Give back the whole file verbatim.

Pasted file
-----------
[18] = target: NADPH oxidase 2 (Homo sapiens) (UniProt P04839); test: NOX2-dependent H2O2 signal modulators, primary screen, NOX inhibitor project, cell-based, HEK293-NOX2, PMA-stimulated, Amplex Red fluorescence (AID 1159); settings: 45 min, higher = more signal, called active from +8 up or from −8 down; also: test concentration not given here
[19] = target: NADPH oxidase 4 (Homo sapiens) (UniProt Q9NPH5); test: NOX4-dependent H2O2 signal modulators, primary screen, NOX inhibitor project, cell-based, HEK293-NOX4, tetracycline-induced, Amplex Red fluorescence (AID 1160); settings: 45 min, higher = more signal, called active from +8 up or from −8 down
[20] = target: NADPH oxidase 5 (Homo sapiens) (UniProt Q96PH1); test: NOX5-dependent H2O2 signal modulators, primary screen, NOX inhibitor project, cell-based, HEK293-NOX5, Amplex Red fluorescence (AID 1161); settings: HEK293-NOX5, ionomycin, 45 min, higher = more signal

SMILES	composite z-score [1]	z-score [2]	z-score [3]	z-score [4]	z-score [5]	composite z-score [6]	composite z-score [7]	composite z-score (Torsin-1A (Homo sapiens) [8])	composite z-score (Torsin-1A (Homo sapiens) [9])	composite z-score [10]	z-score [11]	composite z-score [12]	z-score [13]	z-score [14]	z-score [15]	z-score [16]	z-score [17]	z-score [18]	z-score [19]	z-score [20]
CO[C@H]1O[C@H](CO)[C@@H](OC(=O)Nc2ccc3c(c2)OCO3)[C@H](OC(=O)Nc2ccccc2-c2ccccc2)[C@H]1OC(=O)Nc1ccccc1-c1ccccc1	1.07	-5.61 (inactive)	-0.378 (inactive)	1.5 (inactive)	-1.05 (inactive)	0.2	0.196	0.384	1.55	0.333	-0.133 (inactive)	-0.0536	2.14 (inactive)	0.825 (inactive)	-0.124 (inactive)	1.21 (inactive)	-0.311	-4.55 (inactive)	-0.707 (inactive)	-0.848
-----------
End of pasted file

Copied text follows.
[18] = target: NADPH oxidase 2 (Homo sapiens) (UniProt P04839); test: NOX2-dependent H2O2 signal modulators, primary screen, NOX inhibitor project, cell-based, HEK293-NOX2, PMA-stimulated, Amplex Red fluorescence (AID 1159); settings: 45 min, higher = more signal, called active from +8 up or from −8 down; also: test concentration not given here
[19] = target: NADPH oxidase 4 (Homo sapiens) (UniProt Q9NPH5); test: NOX4-dependent H2O2 signal modulators, primary screen, NOX inhibitor project, cell-based, HEK293-NOX4, tetracycline-induced, Amplex Red fluorescence (AID 1160); settings: 45 min, higher = more signal, called active from +8 up or from −8 down
[20] = target: NADPH oxidase 5 (Homo sapiens) (UniProt Q96PH1); test: NOX5-dependent H2O2 signal modulators, primary screen, NOX inhibitor project, cell-based, HEK293-NOX5, Amplex Red fluorescence (AID 1161); settings: HEK293-NOX5, ionomycin, 45 min, higher = more signal

SMILES	composite z-score [1]	z-score [2]	z-score [3]	z-score [4]	z-score [5]	composite z-score [6]	composite z-score [7]	composite z-score (Torsin-1A (Homo sapiens) [8])	composite z-score (Torsin-1A (Homo sapiens) [9])	composite z-score [10]	z-score [11]	composite z-score [12]	z-score [13]	z-score [14]	z-score [15]	z-score [16]	z-score [17]	z-score [18]	z-score [19]	z-score [20]
CO[C@H]1O[C@H](CO)[C@@H](OC(=O)Nc2ccc3c(c2)OCO3)[C@H](OC(=O)Nc2ccccc2-c2ccccc2)[C@H]1OC(=O)Nc1ccccc1-c1ccccc1	1.07	-5.61 (inactive)	-0.378 (inactive)	1.5 (inactive)	-1.05 (inactive)	0.2	0.196	0.384	1.55	0.333	-0.133 (inactive)	-0.0536	2.14 (inactive)	0.825 (inactive)	-0.124 (inactive)	1.21 (inactive)	-0.311	-4.55 (inactive)	-0.707 (inactive)	-0.848